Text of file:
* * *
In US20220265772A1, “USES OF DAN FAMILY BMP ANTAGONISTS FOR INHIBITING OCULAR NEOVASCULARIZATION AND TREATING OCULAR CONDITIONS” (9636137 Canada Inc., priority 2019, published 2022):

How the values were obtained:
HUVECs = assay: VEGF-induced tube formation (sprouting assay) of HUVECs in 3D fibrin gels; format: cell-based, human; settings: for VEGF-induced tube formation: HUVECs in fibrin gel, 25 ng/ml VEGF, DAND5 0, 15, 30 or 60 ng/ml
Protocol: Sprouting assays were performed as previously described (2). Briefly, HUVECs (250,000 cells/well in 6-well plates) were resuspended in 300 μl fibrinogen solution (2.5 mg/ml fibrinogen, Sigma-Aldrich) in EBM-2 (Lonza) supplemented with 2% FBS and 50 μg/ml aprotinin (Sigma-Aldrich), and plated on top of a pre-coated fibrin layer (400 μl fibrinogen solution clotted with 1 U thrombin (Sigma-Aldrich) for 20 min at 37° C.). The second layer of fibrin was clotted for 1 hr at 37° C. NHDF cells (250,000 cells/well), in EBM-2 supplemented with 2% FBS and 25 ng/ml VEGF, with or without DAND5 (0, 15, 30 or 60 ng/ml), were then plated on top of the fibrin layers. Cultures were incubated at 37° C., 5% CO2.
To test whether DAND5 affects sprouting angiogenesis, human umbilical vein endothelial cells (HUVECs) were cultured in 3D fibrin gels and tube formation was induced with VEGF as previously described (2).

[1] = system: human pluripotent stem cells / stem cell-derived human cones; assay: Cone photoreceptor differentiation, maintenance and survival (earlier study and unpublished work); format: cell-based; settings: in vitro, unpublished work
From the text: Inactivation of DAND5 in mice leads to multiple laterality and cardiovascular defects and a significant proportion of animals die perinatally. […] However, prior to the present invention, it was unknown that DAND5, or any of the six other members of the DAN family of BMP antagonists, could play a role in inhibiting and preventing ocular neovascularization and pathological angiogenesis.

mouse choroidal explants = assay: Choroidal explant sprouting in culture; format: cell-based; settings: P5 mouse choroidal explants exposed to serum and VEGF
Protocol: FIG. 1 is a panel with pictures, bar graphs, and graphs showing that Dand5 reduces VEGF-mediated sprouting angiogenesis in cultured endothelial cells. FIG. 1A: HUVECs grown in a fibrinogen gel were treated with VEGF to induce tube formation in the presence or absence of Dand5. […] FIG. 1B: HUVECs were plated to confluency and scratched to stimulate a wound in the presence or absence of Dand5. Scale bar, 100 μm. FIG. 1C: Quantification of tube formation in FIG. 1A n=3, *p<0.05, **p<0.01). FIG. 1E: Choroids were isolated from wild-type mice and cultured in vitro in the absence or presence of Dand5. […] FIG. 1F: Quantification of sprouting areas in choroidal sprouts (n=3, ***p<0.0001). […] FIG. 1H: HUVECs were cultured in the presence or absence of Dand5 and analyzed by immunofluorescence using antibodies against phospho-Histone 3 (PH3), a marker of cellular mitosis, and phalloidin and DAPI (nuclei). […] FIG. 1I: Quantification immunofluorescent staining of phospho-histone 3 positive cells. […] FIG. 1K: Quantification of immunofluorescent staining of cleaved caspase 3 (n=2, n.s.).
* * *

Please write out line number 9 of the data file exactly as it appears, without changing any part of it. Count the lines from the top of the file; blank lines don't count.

Protocol: FIG. 1 is a panel with pictures, bar graphs, and graphs showing that Dand5 reduces VEGF-mediated sprouting angiogenesis in cultured endothelial cells. FIG. 1A: HUVECs grown in a fibrinogen gel were treated with VEGF to induce tube formation in the presence or absence of Dand5. […] FIG. 1B: HUVECs were plated to confluency and scratched to stimulate a wound in the presence or absence of Dand5. Scale bar, 100 μm. FIG. 1C: Quantification of tube formation in FIG. 1A n=3, *p<0.05, **p<0.01). FIG. 1E: Choroids were isolated from wild-type mice and cultured in vitro in the absence or presence of Dand5. […] FIG. 1F: Quantification of sprouting areas in choroidal sprouts (n=3, ***p<0.0001). […] FIG. 1H: HUVECs were cultured in the presence or absence of Dand5 and analyzed by immunofluorescence using antibodies against phospho-Histone 3 (PH3), a marker of cellular mitosis, and phalloidin and DAPI (nuclei). […] FIG. 1I: Quantification immunofluorescent staining of phospho-histone 3 positive cells. […] FIG. 1K: Quantification of immunofluorescent staining of cleaved caspase 3 (n=2, n.s.).